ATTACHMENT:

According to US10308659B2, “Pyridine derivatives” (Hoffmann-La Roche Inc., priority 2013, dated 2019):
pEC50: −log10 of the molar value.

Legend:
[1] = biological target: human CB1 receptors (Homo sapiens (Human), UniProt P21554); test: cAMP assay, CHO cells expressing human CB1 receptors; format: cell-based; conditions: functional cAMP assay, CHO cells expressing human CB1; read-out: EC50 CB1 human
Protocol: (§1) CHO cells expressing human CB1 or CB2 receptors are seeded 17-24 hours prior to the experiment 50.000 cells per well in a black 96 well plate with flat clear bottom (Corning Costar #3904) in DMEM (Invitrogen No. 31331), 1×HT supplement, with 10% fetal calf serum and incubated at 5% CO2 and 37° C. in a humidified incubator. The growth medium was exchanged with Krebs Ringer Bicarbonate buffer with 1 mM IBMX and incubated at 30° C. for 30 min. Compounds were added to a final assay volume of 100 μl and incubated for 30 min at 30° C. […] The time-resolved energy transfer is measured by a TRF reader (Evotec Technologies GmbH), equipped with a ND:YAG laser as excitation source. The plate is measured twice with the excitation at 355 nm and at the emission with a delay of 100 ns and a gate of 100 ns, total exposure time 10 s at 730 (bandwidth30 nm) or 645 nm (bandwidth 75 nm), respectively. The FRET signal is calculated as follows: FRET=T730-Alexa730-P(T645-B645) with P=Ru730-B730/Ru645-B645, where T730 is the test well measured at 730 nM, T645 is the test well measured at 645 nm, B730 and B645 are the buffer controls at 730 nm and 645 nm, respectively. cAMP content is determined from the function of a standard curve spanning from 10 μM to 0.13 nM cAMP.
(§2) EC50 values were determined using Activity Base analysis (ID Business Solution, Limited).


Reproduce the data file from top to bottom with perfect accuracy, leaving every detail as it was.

According to US10308659B2, “Pyridine derivatives” (Hoffmann-La Roche Inc., priority 2013, dated 2019):
pEC50: −log10 of the molar value.

Legend:
[1] = biological target: human CB1 receptors (Homo sapiens (Human), UniProt P21554); test: cAMP assay, CHO cells expressing human CB1 receptors; format: cell-based; conditions: functional cAMP assay, CHO cells expressing human CB1; read-out: EC50 CB1 human
Protocol: (§1) CHO cells expressing human CB1 or CB2 receptors are seeded 17-24 hours prior to the experiment 50.000 cells per well in a black 96 well plate with flat clear bottom (Corning Costar #3904) in DMEM (Invitrogen No. 31331), 1×HT supplement, with 10% fetal calf serum and incubated at 5% CO2 and 37° C. in a humidified incubator. The growth medium was exchanged with Krebs Ringer Bicarbonate buffer with 1 mM IBMX and incubated at 30° C. for 30 min. Compounds were added to a final assay volume of 100 μl and incubated for 30 min at 30° C. […] The time-resolved energy transfer is measured by a TRF reader (Evotec Technologies GmbH), equipped with a ND:YAG laser as excitation source. The plate is measured twice with the excitation at 355 nm and at the emission with a delay of 100 ns and a gate of 100 ns, total exposure time 10 s at 730 (bandwidth30 nm) or 645 nm (bandwidth 75 nm), respectively. The FRET signal is calculated as follows: FRET=T730-Alexa730-P(T645-B645) with P=Ru730-B730/Ru645-B645, where T730 is the test well measured at 730 nM, T645 is the test well measured at 645 nm, B730 and B645 are the buffer controls at 730 nm and 645 nm, respectively. cAMP content is determined from the function of a standard curve spanning from 10 μM to 0.13 nM cAMP.
(§2) EC50 values were determined using Activity Base analysis (ID Business Solution, Limited).